Little Dorrit, Book the Second, "Riches," Chapter 10, "The Dreams of Mrs. Flintwinch thicken" (Part 13, December 1856), facing p. 470. 10.4 cm high by 17.8 cm wide, vignetted. [Click on the image to enlarge it.]by Phiz (Hablot K. Browne) from Dickens's
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The key of the door below was now heard in the lock, and the door was heard to open and close. In due sequence Mr. Flintwinch appeared; on whose entrance the visitor rose from his chair, laughing loud, and folded him in a close embrace.
"How goes it, my cherished friend!" said he. "How goes the world, my Flintwinch? Rose-coloured? So much the better, so much the better! Ah, but you look charming! Ah, but you look young and fresh as the flowers of Spring! Ah, good little boy! Brave child, brave child!"
While heaping these compliments on Mr. Flintwinch, he rolled him about with a hand on each of his shoulders, until the staggerings of that gentleman, who under the circumstances was dryer and more twisted than ever, were like those of a teetotum nearly spent.
"I had a presentiment, last time, that we should be better and more intimately acquainted. Is it coming on you, Flintwinch? Is it yet coming on?" — Book the Second, "Riches," Chapter 10, "The Dreams of Mrs. Flintwinch thicken," p. 567.
The drawing technique is characteristic of Browne's style in the late 1850s and early 1860s at its best, with a concern for composition, a pleasant handling of faces, and something of a sparseness of background details. [Steig, 166-167]
Indeed, the absence of emblemmatic details and visual commentary on the scene is quite remarkable, although, of course, Phiz here is exploiting the differences in height and body types for comedic effect and thoroughly enjoying the Englishman's discomfiture with the effusive affection of his French acquaintance. As always, Blandois is "insinuating" and horribly familiar, although here at least he is not smoking in the third chapter of the December 1856 (thirteenth monthly) instalment — perhaps out of deference to his hostess, a rigid Calvinist.
The other two figures in the scene constitute an audience for Blandois' flamboyant display of affection. To the right, Arthur Clennam (bearing a marked resemblance to his father, whose portrait hangs above the mantelpiece and its vases or urns) judges the pair critically. His gaze does not entirely match his "amazement, suspicion, resentment, and shame" (470). Her business dealings with both men, however, oblige Mrs. Clennam to view their behaviour with tolerance, but clearly she is viewing the affectionate greeting of Blandois with any enthusiasm. The gazes of both aloof mother and disapproving son direct the reader to study Jeremiah Flintwinch's rigid posture and controlled expression, his failure to reciprocate implied by his arms hanging limply at his sides: "reticent and wooden" indeed! Although it is not immediately apparent from the fireplace (left) and chest of drawers (rear), the scene is the invalide Mrs. Clennam's bedroom, as suggested by the canopy and side table (right), on which is a conspicuous detail — a book, probably (given her fundamentalist bent) a Bible.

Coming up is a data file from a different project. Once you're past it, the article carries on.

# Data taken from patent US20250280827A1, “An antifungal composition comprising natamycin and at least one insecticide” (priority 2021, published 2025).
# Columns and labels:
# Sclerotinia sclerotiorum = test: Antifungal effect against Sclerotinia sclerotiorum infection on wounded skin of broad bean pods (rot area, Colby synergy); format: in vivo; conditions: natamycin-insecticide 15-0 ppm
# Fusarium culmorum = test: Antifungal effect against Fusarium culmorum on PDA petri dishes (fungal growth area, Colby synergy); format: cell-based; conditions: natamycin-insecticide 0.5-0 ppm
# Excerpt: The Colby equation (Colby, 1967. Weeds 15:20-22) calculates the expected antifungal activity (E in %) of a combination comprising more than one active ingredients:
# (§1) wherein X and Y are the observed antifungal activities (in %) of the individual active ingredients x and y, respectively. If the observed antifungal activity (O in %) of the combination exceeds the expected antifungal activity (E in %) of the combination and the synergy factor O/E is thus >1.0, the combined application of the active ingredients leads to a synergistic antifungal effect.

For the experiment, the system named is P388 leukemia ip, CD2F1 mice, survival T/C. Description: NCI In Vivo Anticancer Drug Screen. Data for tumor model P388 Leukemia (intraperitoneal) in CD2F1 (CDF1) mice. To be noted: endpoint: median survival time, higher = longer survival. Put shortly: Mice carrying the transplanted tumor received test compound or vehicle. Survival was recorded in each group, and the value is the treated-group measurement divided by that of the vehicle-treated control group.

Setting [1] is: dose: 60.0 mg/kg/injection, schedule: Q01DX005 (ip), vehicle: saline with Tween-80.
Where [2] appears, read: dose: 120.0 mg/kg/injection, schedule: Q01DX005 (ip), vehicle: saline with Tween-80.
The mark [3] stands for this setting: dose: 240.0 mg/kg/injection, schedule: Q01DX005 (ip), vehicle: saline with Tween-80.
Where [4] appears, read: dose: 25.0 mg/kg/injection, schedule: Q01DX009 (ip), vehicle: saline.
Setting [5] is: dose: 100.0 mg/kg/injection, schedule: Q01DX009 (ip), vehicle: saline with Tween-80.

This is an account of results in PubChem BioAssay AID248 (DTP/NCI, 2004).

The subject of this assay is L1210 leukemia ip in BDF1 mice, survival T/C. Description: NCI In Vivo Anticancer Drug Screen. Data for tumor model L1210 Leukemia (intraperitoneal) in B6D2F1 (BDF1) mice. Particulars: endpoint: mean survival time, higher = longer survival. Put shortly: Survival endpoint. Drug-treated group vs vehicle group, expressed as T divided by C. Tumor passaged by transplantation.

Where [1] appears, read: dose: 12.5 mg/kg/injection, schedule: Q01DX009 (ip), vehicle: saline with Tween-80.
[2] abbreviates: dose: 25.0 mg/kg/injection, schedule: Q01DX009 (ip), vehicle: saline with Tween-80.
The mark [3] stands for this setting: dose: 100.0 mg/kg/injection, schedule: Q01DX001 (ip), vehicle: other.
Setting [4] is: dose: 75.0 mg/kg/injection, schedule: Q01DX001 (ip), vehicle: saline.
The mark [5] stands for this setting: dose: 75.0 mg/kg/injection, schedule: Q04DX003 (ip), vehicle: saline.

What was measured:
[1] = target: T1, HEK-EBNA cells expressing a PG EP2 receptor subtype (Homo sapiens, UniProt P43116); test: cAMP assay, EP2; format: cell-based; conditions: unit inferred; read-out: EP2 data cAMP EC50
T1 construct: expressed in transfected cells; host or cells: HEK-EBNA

The Crimean War having just ended with the capture of Sebastopol, the awkward friendship of the phlegmatic Briton, Jeremiah Flintwinch, and his effusive Gallic chum (who bears some resemblance to the Emperor of the French, Louis-Napoleon Bonaparte, otherwise, Napoleon III) may be a reflection of the uneasy alliance of Great Britain and France. As a Liberal opposed to Russian autocracy and expansionism, Dickens made no bones about being a Francophile in his framed tale in Household Words, for December 1854, "The Tale of Richard Doubledick" in The Seven Poor Travellers, and certainly the fall of the chief Russian port on the Black Sea on 8 September 1855 had vindicated Dickens's championing of the pact that resulted in Czar Alexander II's signing of the Treaty of Paris in 1856.
Blandois and Jeremiah Flintwinch in the Diamond, two Household and Charles Dickens Library Editions, 1863-1910
Left: Felix Octavius Carr Darley's frontispiece for the fourth volume of the novel, Closing In — Book II, Chapter XXX. Centre: Sol Eytinge, Junior's study of the anxious Affery and her calculating husband, Mr. and Mrs. Flintwinch (1867). Right: a detail of the English and French villains, short Flintwinch and tall Blandois, Mrs. Clennam and the Plotters — a detail (1910). [Click on images to enlarge them.]
Above: James Mahoney's study of Rigaud (now, "Blandois"), Affery, and Arthur Clennam in this chapter, "Pray tell me, Affery," said Arthur, "who is this gentleman? (Book 2, Chapter 10, in the 1873 Household Edition). [Click on the image to enlarge it.]
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Last modified 11 May 2016